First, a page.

THE LETTER 52 Spring 2013, pages 1-27.
Chapter 1 was centred on the said as it operates in the master and academic discourses. Chapter 2 demonstrated saying in the scientificand psy-choanalytic discourses. Ab-sense separates these two chapters. On the one hand, saying ex-sists with respect to the said, does not belong to the dit-men-sion of truth and on the other hand the said is always only half-said, has no hold whatsoever on saying; impossible in the dit-mension, saying is demon-strated from the impossibility of the said. The rupture between the first and second chapters or the impossibility between said and saying will be put to work in the third chapter: there is no sexual relationship.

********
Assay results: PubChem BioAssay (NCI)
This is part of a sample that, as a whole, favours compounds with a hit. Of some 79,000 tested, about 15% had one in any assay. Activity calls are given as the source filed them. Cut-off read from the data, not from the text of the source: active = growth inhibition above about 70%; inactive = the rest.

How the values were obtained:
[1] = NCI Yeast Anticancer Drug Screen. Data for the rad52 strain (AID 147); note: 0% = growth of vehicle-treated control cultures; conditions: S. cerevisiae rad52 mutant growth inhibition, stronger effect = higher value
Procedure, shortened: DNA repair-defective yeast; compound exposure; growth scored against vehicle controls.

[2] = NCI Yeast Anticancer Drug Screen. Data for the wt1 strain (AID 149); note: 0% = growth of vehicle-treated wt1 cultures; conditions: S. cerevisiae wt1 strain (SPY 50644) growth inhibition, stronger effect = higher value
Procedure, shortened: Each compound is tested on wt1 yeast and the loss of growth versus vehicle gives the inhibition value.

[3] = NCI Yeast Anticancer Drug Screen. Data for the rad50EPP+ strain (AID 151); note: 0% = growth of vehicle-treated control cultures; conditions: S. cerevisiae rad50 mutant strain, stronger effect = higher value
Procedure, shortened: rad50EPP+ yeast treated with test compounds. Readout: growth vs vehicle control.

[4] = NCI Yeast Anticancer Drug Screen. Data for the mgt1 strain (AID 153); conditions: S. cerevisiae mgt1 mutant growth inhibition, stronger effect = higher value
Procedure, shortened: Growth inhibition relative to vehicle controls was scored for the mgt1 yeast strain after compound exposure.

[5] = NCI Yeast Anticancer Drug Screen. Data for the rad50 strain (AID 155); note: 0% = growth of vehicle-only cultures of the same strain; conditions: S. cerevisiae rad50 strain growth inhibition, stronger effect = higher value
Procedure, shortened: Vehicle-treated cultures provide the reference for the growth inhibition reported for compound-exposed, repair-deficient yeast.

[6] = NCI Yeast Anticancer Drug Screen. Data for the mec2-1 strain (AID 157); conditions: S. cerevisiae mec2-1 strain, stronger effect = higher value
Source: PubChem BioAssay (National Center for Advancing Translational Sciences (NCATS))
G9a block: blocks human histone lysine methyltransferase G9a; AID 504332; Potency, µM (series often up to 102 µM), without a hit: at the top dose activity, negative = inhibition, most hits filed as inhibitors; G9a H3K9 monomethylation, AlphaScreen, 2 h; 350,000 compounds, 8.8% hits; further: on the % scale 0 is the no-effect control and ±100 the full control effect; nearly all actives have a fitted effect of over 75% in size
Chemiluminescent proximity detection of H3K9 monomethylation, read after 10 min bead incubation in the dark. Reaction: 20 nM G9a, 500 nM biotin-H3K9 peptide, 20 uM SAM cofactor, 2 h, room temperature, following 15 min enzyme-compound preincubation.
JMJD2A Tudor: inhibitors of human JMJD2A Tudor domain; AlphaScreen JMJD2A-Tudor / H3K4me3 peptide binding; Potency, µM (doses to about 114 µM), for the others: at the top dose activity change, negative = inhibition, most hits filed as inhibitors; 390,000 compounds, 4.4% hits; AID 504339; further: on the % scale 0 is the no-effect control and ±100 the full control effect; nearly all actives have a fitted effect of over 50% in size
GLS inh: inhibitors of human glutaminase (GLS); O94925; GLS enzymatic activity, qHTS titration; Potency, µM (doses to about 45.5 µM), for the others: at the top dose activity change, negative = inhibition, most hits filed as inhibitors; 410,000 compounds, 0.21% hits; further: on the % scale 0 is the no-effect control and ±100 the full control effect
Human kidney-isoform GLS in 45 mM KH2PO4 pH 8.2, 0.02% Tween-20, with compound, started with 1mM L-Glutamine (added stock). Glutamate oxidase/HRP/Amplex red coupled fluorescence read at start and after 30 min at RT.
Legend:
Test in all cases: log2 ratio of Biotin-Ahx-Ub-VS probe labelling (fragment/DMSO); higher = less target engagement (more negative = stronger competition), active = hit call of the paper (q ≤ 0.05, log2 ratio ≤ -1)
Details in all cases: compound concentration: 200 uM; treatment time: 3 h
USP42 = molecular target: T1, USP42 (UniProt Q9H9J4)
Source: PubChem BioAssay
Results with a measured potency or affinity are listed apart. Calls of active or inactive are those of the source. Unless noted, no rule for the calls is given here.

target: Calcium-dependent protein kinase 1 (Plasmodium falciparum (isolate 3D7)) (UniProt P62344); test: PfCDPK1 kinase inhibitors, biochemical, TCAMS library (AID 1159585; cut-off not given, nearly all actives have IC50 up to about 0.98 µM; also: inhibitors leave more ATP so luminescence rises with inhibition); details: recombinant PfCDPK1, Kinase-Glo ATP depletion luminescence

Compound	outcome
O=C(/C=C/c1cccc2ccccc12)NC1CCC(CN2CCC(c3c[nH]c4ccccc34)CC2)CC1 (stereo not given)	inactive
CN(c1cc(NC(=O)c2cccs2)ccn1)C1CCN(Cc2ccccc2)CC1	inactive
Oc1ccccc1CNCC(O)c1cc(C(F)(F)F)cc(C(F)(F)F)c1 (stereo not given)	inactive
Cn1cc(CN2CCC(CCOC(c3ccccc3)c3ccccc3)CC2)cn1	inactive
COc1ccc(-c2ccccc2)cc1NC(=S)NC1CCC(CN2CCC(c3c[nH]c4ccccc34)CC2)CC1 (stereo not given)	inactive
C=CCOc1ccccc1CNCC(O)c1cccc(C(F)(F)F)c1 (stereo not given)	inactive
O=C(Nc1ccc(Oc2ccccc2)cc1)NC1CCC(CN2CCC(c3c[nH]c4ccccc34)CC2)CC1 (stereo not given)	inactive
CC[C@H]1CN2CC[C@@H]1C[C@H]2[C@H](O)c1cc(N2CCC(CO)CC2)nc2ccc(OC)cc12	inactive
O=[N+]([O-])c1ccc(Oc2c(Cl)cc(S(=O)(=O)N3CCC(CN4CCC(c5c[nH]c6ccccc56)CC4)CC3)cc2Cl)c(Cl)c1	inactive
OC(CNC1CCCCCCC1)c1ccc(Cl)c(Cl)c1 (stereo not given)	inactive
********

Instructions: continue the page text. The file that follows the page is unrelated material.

We will grasp in these pages the passage from relationship to non- relation-ship, from the possible to the impossible, from the discourse of the master to the discourse of the analyst. This passage is accompanied by a displacement of Lacanian theory: the theory of discourses has as matrix the discourse of the master; it is built on the meaning-relationship and on the possibilities offered by the signifie. In this sense, it is centred on the symbolic and the practice which flowsfrom it turns around the signifying word and its deciphering. In opposition to the theory of discourses, the theory of the formulae of sexua-tion has as nexus the absence of sexual relationship; it is built on the phallic function which here supplies for it. In this sense it is centred on the real and the practice which flows from it turns around enjoyment and interpretation